Give me a reason to have hope, that is based on reality, and I will.

HootinNHollerin , (edited )

Dun runn oft

thurstylark ,


wildbus8979 ,

The Geerlings did a piece on this story:

autotldr Bot ,

This is the best summary I could come up with:

As first reported by Memphis' Action News 5, Jasper, Alabama, radio station WJLX 101.5 FM/1240 AM, sent a bush hog crew to maintain the area around the tower on February 2.

The radio station manager has told outlets that he's hopeful that community tips and surveillance footage from the poultry plant near the tower's former location may eventually help police find the tower-taker(s).

Federal law says one who "willfully or maliciously injures or destroys any of the works, property, or material of any radio, telegraph, telephone or cable, line, station, or system, or other means of communication, operated or controlled by the United States" can face up to 10 years of imprisonment and fines.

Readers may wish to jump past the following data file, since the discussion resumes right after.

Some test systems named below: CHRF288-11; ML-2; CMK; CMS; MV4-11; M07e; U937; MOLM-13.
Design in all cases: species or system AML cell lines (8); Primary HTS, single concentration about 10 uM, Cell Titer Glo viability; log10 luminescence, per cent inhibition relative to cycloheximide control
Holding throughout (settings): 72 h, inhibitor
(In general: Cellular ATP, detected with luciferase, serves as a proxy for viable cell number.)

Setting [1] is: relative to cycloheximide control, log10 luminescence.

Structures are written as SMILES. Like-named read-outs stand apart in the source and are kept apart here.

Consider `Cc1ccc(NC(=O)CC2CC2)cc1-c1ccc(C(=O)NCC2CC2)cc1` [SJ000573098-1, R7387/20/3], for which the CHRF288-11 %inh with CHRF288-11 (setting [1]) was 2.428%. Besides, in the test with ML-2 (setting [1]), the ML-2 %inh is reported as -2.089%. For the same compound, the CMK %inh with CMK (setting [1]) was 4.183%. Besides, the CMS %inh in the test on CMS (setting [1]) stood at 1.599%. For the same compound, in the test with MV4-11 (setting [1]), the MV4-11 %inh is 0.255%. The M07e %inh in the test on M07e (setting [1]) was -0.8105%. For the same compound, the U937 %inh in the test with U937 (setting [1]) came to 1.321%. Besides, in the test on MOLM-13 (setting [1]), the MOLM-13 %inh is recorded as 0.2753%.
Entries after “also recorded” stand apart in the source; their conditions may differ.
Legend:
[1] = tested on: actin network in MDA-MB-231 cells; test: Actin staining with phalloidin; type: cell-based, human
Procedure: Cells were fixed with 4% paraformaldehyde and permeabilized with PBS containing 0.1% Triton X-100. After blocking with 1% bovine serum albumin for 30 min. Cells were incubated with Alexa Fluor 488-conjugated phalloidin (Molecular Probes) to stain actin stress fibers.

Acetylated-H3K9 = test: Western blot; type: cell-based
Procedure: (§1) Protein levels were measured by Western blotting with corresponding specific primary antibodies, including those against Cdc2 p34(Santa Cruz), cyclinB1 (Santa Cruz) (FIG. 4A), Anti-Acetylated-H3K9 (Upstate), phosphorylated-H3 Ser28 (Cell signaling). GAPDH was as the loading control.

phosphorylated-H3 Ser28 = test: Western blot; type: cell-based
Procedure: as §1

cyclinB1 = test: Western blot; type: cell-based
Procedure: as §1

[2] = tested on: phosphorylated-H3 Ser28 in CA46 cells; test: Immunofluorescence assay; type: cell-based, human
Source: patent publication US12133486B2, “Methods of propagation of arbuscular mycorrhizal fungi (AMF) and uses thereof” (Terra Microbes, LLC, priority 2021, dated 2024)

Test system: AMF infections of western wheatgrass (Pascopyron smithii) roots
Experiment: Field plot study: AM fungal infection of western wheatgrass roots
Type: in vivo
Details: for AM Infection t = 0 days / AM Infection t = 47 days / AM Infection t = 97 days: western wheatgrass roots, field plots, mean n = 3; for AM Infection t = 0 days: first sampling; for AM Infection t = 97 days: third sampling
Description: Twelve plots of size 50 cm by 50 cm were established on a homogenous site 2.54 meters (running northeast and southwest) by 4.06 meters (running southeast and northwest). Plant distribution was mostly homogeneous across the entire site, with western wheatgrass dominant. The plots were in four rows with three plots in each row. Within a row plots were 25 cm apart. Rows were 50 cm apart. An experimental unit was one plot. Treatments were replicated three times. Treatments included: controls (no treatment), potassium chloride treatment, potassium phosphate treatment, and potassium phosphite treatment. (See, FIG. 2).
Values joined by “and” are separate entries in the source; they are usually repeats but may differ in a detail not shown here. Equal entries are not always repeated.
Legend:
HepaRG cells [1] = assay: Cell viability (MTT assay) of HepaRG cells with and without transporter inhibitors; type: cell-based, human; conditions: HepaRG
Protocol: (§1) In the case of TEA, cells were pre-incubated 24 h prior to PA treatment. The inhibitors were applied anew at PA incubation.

Tinsley told the news station that she has reached out to people to identify media outlets that might be willing to help WJLX get new equipment.

It was eventually revealed that two NSCDC officials "were approached by a scrap metal dealer to provide him security cover to transport the items," per Media Trust-owned Daily Trust.

If WJLX's case is anything like the Nigerian heist, someone likely knows more than they're letting on, and the financial burden to the media outlet could be hard to resolve quickly.

The original article contains 712 words, the summary contains 200 words. Saved 72%. I'm a bot and I'm open source!